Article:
On My Own: The Challenge and Promise of Building Equitable STEM Transfer Pathways is the first book of its kind to provide a detailed, on-the-ground examination of the difficult paths-curricular, interpersonal, and institutional-that students must chart through community college. The book follows 1,670 two-year college students over four years as they begin STEM programs in the Midwest and documents their educational and life experiences as they moved toward, or away, from the prospect of transfer to a four-year institution. Their stories reveal that they were on their own, left to navigate the pathways to transfer without meaningful institutional support.
The students pursued one of four pathways, or momentum trajectories: linear upward, detoured, deferred, or taking a break. The preexisting and lasting disparities in their access to education and financial resources, their experiences with teaching and advising, and the conundrum between support from and for family, among others, propelled them onto different trajectories in their quest for transfer. As this book makes painfully clear, the current state of transfer acts as a mechanism that perpetuates and worsens inequities in educational outcomes.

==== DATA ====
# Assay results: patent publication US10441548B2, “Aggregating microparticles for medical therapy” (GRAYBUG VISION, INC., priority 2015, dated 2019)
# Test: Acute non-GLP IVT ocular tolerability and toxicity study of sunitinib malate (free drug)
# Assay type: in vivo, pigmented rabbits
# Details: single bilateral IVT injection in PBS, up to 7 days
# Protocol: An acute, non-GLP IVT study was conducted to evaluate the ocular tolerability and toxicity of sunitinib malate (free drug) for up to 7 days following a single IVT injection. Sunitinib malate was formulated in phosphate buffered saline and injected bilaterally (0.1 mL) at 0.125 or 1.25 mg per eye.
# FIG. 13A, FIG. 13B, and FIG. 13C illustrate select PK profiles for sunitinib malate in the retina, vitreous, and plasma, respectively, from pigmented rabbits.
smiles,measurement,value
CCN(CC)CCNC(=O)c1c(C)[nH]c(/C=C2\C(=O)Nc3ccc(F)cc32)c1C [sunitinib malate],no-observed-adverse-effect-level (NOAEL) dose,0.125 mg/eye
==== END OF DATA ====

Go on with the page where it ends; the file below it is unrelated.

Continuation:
As Xueli Wang argues, to cultivate an equitable STEM transfer pathway, culturally relevant and responsive supports that are accessible, welcoming, and validating must be put in place at the institutional level and appeal to the talent, motivation, and unique needs of historically marginalized students. In doing so, two-year colleges will be better positioned to fulfill their promise as an equitable pathway to bachelor's degrees and beyond.
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Xueli Wang is a professor of higher education in the Department of Educational Leadership and Policy Analysis at the University of Wisconsin-Madison.
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